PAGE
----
Tuesday, 25 August 2020
Tasmania: Mental Health Services
From little things, big things grow. This quote was used recently by the CEO of the Royal Flying Doctors Service, John Kirwan, to describe how a little idea has turned into action that will have a monumental effect on the health of regional and remote Tasmanians. Early last year I received a call from David Annear, a well-known Rotarian in the northern Tasmanian community. In typical David way, he announced that he had a deal for me that I just had to consider.
Having convinced then state Treasurer Peter Gutwein to donate two former metro buses that could tour regional and remote Tasmania offering mental health services, David was seeking some federal government funding to assist with the fit-out of these buses. Happily, during the 2019 election campaign, Prime Minister Scott Morrison committed $100,000 to the mobile health buses. The original idea expanded from mental health support to also include other clinical services.
Though much progress is being made, Tasmanians do still have high rates of people living with chronic disease, which can be worse in areas that are remote. In these communities, the mobile health units will go some way to filling the gaps. I have long been an advocate for improved mental health services and providing access to mental health services for young Tasmanians, particularly those living in remote areas of our state—which is critical. That is why I am so supportive of this project. These buses will deliver mental health services such as assessment and early intervention in a safe, warm and friendly environment and minimise the stigma associated with seeking access to mental health services.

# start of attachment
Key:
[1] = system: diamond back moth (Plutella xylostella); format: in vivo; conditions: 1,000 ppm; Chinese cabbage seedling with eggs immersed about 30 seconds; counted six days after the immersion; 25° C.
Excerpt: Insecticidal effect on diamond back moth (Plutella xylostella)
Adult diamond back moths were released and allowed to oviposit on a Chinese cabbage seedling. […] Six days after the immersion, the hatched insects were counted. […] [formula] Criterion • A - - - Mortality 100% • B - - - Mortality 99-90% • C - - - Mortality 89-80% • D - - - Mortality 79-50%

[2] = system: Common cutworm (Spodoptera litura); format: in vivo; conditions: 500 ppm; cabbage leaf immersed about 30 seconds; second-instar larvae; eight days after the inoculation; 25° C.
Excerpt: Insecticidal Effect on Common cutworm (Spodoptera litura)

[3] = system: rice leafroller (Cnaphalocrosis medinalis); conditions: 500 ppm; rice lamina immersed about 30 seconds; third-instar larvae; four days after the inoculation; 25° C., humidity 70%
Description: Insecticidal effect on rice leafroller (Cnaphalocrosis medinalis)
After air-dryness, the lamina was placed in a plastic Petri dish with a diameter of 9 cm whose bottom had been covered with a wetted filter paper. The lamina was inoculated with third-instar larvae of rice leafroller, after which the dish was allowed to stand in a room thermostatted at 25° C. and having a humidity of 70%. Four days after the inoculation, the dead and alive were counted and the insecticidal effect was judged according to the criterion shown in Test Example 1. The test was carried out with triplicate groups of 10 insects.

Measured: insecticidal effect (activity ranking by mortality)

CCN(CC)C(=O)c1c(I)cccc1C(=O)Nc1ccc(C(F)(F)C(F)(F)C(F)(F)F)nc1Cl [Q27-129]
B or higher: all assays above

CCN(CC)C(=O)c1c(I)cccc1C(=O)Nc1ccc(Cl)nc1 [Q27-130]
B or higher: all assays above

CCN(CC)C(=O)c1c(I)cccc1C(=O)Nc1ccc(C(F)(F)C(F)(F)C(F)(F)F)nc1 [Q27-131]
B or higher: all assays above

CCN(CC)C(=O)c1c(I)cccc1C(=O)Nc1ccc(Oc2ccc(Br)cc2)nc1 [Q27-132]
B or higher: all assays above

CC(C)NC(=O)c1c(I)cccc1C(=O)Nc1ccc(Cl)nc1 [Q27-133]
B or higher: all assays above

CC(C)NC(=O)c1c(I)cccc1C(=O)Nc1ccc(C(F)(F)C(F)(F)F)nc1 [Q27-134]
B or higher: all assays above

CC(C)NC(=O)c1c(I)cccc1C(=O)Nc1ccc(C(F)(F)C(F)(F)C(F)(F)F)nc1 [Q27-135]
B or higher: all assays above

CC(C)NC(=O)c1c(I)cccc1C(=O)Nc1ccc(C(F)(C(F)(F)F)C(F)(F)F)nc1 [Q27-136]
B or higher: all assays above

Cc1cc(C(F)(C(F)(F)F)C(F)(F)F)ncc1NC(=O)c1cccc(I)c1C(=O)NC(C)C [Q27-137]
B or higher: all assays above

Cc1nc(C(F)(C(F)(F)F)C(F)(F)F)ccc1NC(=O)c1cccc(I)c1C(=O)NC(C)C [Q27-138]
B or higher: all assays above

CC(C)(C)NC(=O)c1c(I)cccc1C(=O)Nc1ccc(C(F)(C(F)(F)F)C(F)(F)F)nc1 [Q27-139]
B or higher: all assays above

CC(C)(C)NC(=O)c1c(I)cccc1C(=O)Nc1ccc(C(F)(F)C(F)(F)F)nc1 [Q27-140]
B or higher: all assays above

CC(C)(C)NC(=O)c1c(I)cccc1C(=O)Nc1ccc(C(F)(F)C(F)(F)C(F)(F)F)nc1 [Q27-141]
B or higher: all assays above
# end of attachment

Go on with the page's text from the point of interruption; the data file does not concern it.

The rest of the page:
No-one in attendance for the funding announcement last year could have foreseen the circumstances under which we found ourselves this year and which will likely be with us for some time yet. There have been many critical learnings from COVID, and one key takeaway is just how important it is that services can still be accessed by members in our community who are isolated. We know the mental health impacts of COVID, from lockdown to financial distress and general anxiety, will be ongoing for many in our community. The services provided by the mobile health units will go a long way to providing valuable assistance and support. The buses can also be adapted for emergencies and were already put to good use earlier this year when one was used as a COVID-19 respiratory clinic, located outside the Launceston General Hospital, providing a quick and necessary solution to the problem of conducting COVID assessment in a safe space.
The work of the Flying Doctors and Rotary collaborating to bring these projects together is a fantastic example of what can be achieved when organisations work together. I am proud of the role that the federal government has played in bringing this idea to life.